Children and Young Persons Bill [Lords]

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Kevin Brennan: I, too, met the virtual head teachers when they came into the Department and virtually all of them turned up on that occasion. It was interesting to hear about the progress on the pilots, which are an important initiative. I can assure the hon. Lady that I agree with everything she said, except for the need for the new clause. We are deeply committed to ensuring that looked-after children and care leavers who are entitled to leaving care services are properly consulted on the services they receive and involved in helping to shape and improve them. That is why we made the commitment, as she knows, in the “Care Matters” White Paper to introduce children in care councils in every local authority.
We are embedding that commitment by spelling out in statutory guidance our expectation that every local authority should have a children in care council or an equivalent structure to ensure that looked-after children and young people are able to put their experiences of the care system directly to those responsible for service delivery, and I recently met some young people in south Gloucestershire who are doing exactly that. We will ask Ofsted to report on those participation arrangements as part of the planned inspection programme focusing on children in care, and that will begin in 2009. The new clause is unnecessary because the reforms that it seeks to legislate for are already underway.
Annette Brooke: I hope that I shall still be in Parliament to check up on that progress. We have been told that so much is in hand, in guidance or that it will happen, so I am rather heartened to hear that there will be a specific inspection on that matter, because it is important that there is a clear way forward to ensure investigations on whether local authorities are following through. During the course of the Committee’s proceedings, we appear to be imposing rather a lot of guidance and regulations on them. I beg to ask leave to withdraw the motion.
Motion and clause, by leave, withdrawn.

New Clause 24

Guardians for children with special protection needs
‘(1) As soon as a child under 18 who is separated from both his parents and is not being cared for by an adult who by law or custom has responsibility to do so makes an asylum claim or human rights claim or is identified as a victim of trafficking, a local authority must ensure that a legal guardian is appointed to represent that child.
(2) The following expressions have the same meaning in this section as they have in Part 5 of the Nationality, Immigration and Asylum Act 2002 (c.41)—
(a) “asylum claim”;
(b) “human rights claim”.
(3) “Trafficking” means the arrangement or facilitation of the arrival in, entry to, travel within, or departure from the United Kingdom for the purposes of exploitation as defined in section 4(4) of the Asylum and Immigration (Treatment of Claimants, etc.) Act 2004 (c.19) (trafficking people for exploitation).’.—[Annette Brooke.]
Brought up, and read the First time.
Annette Brooke: I beg to move, That the clause be read a Second time.
This new clause is very much intended to be probing, although the principle was discussed in the other place. I wish to ascertain the Government’s position on a statutory system of guardianship for all separated children who are subject to immigration control in England and Wales. I want to ensure that the welfare needs of those children are properly safeguarded within the context of the asylum determination process and that their support and care needs are met by all agencies charged with those functions.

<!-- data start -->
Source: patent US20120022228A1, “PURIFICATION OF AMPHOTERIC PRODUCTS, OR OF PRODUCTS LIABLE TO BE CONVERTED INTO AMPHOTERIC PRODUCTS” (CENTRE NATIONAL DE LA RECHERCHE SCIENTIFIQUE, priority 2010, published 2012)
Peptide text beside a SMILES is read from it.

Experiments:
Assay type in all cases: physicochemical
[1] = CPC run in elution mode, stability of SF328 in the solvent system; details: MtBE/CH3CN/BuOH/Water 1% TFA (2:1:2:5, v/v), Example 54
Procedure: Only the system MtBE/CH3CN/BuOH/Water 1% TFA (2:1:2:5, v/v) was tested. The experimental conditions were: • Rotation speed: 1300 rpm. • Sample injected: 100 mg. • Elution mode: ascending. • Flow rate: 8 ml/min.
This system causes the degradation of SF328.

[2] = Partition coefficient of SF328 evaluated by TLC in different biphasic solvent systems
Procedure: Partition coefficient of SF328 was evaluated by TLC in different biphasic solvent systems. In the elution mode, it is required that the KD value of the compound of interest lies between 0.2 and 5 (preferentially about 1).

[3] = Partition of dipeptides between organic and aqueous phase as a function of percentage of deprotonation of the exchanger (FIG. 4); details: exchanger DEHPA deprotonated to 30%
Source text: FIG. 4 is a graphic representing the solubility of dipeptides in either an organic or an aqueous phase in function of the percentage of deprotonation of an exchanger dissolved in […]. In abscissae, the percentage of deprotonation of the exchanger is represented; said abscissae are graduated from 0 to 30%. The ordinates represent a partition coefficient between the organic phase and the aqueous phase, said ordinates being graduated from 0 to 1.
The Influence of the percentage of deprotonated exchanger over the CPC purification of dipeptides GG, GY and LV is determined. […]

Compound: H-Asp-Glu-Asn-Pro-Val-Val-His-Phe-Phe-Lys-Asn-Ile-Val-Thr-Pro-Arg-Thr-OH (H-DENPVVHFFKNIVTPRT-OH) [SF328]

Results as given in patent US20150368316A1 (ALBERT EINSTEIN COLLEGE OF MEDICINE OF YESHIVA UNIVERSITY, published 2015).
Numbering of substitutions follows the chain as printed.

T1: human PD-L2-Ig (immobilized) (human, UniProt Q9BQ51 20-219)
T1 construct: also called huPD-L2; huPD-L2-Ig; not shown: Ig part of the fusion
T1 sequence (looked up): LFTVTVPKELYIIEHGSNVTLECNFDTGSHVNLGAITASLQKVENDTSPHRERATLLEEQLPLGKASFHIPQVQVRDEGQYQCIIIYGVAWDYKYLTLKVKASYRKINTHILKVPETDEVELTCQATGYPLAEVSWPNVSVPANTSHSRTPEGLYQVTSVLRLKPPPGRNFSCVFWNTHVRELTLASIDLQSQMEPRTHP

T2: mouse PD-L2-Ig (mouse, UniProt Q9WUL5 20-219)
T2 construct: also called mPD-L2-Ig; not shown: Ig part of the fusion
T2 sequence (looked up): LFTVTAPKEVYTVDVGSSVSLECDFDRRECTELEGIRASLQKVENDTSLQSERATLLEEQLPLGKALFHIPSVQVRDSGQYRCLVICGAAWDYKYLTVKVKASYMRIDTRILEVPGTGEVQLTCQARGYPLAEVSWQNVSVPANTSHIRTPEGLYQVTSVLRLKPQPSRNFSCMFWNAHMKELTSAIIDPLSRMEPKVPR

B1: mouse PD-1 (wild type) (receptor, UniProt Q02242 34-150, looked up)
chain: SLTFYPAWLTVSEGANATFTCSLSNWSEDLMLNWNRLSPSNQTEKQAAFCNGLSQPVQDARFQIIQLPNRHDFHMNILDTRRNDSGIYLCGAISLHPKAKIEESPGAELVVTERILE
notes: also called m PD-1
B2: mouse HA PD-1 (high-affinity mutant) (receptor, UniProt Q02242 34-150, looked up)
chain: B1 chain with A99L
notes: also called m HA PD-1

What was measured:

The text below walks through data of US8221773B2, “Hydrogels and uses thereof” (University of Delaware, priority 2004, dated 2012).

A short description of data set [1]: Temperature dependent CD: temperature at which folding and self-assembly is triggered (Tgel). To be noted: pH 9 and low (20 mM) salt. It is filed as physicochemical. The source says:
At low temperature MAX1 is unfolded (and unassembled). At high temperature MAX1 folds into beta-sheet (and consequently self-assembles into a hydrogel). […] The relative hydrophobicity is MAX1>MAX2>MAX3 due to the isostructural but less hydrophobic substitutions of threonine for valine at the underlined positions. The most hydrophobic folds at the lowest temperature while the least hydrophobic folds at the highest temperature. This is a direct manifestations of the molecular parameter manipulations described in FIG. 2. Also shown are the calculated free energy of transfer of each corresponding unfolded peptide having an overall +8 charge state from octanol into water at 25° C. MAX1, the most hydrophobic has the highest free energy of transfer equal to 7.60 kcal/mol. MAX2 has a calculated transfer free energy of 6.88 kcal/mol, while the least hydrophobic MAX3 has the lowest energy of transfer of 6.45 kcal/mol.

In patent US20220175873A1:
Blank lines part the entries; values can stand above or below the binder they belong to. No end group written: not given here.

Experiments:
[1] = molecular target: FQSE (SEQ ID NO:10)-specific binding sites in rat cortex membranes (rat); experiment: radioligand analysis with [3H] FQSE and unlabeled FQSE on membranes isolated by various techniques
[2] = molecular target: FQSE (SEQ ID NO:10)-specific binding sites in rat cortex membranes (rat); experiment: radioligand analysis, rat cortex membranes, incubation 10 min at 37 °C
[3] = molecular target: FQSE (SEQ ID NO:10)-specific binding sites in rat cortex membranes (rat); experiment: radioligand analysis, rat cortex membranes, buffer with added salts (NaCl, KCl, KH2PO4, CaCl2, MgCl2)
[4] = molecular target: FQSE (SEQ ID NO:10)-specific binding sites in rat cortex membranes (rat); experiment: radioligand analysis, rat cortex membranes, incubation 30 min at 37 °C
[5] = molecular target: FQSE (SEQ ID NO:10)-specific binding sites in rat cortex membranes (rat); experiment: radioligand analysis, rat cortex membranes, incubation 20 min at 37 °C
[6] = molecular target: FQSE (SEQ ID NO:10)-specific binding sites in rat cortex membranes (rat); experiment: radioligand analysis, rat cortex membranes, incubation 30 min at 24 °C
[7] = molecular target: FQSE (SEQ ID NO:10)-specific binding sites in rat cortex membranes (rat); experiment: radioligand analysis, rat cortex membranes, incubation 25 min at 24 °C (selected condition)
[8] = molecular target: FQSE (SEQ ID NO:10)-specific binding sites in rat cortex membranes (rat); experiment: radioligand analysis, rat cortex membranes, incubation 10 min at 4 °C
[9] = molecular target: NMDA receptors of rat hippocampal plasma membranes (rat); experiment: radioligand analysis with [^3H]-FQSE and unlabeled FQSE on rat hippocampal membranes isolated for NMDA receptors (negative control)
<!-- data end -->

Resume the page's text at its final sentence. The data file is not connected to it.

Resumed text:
Each year, 3,000 children who are separated from both parents and are not being cared for by an adult who by law or custom has responsibility to do so come to the UK and claim asylum. I have a feeling that I might have put the same arguments forward during the passage of the Children Act 2004, as they seem remarkably familiar and there is a sense of d(c)j vu. We also proposed at that time that the Border and Immigration Agency should come under section 11, so I think that it is worth carrying on putting the points forward.
The Bill presents an opportunity to strengthen the protection for children in the care of the state and cover asylum-seeking children and trafficked children, which is a matter of great concern. The new clause does not seek to establish any detailed mechanics on how a system of guardianship would operate, but it is important to recognise that there is no systematic provision of independent oversight on matters involving separated children who are subject to immigration control. Children can go unrepresented in their asylum application and might be placed in inappropriate accommodation with inadequate support. Indeed, they might not understand the implications of their asylum application. In the current system, separated children seeking asylum, some as young as eight years old, have to instruct their own solicitors, yet these children might not be competent to instruct a legal representative. Although there is provision through CAFCASS, which I appreciate, we still need guardianship.
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Indeed, my noble friend Baroness Walmsley raised the issue, but I think that the Minister misunderstood what she was saying. Obviously we accept that CAFCASS can be helpful for a small number of non-citizen children going through the family court system, however, there is a gap in provision. A very low number of children is granted asylum. The majority are granted discretionary leave, which means that they need greater protection during the time that they are here, certainly to comply with the European convention on human rights.